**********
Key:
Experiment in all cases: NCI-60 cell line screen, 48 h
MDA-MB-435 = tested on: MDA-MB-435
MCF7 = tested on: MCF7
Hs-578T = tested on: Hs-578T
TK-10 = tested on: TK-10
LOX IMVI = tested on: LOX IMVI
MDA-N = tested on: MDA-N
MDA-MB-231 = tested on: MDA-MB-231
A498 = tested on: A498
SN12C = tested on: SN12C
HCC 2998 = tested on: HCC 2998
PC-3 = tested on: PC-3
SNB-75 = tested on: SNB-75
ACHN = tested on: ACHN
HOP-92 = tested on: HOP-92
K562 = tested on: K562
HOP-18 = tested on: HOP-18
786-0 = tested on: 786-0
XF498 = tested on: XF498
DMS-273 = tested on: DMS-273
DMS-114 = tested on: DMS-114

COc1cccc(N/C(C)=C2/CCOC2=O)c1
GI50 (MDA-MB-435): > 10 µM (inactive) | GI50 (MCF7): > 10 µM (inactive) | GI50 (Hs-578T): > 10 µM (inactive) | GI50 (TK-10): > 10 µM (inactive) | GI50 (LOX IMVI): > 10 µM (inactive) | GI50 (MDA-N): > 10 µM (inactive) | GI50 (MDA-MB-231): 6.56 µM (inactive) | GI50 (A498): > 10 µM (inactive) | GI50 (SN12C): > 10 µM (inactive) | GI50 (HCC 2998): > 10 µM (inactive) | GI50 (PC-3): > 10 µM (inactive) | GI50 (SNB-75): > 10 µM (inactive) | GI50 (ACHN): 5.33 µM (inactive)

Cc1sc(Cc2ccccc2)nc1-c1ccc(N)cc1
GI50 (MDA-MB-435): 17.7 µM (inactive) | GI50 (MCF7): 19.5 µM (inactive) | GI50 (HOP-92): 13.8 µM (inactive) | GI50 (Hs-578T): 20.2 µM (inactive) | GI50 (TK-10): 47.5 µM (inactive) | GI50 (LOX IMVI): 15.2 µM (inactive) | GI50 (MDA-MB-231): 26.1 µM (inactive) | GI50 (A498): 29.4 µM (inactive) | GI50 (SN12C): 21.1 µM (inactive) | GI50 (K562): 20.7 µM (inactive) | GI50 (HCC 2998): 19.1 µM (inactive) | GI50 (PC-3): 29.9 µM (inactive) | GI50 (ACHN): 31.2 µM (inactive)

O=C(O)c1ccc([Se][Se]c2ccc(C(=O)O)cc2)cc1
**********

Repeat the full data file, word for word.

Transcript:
Key:
Experiment in all cases: NCI-60 cell line screen, 48 h
MDA-MB-435 = tested on: MDA-MB-435
MCF7 = tested on: MCF7
Hs-578T = tested on: Hs-578T
TK-10 = tested on: TK-10
LOX IMVI = tested on: LOX IMVI
MDA-N = tested on: MDA-N
MDA-MB-231 = tested on: MDA-MB-231
A498 = tested on: A498
SN12C = tested on: SN12C
HCC 2998 = tested on: HCC 2998
PC-3 = tested on: PC-3
SNB-75 = tested on: SNB-75
ACHN = tested on: ACHN
HOP-92 = tested on: HOP-92
K562 = tested on: K562
HOP-18 = tested on: HOP-18
786-0 = tested on: 786-0
XF498 = tested on: XF498
DMS-273 = tested on: DMS-273
DMS-114 = tested on: DMS-114

COc1cccc(N/C(C)=C2/CCOC2=O)c1
GI50 (MDA-MB-435): > 10 µM (inactive) | GI50 (MCF7): > 10 µM (inactive) | GI50 (Hs-578T): > 10 µM (inactive) | GI50 (TK-10): > 10 µM (inactive) | GI50 (LOX IMVI): > 10 µM (inactive) | GI50 (MDA-N): > 10 µM (inactive) | GI50 (MDA-MB-231): 6.56 µM (inactive) | GI50 (A498): > 10 µM (inactive) | GI50 (SN12C): > 10 µM (inactive) | GI50 (HCC 2998): > 10 µM (inactive) | GI50 (PC-3): > 10 µM (inactive) | GI50 (SNB-75): > 10 µM (inactive) | GI50 (ACHN): 5.33 µM (inactive)

Cc1sc(Cc2ccccc2)nc1-c1ccc(N)cc1
GI50 (MDA-MB-435): 17.7 µM (inactive) | GI50 (MCF7): 19.5 µM (inactive) | GI50 (HOP-92): 13.8 µM (inactive) | GI50 (Hs-578T): 20.2 µM (inactive) | GI50 (TK-10): 47.5 µM (inactive) | GI50 (LOX IMVI): 15.2 µM (inactive) | GI50 (MDA-MB-231): 26.1 µM (inactive) | GI50 (A498): 29.4 µM (inactive) | GI50 (SN12C): 21.1 µM (inactive) | GI50 (K562): 20.7 µM (inactive) | GI50 (HCC 2998): 19.1 µM (inactive) | GI50 (PC-3): 29.9 µM (inactive) | GI50 (ACHN): 31.2 µM (inactive)

O=C(O)c1ccc([Se][Se]c2ccc(C(=O)O)cc2)cc1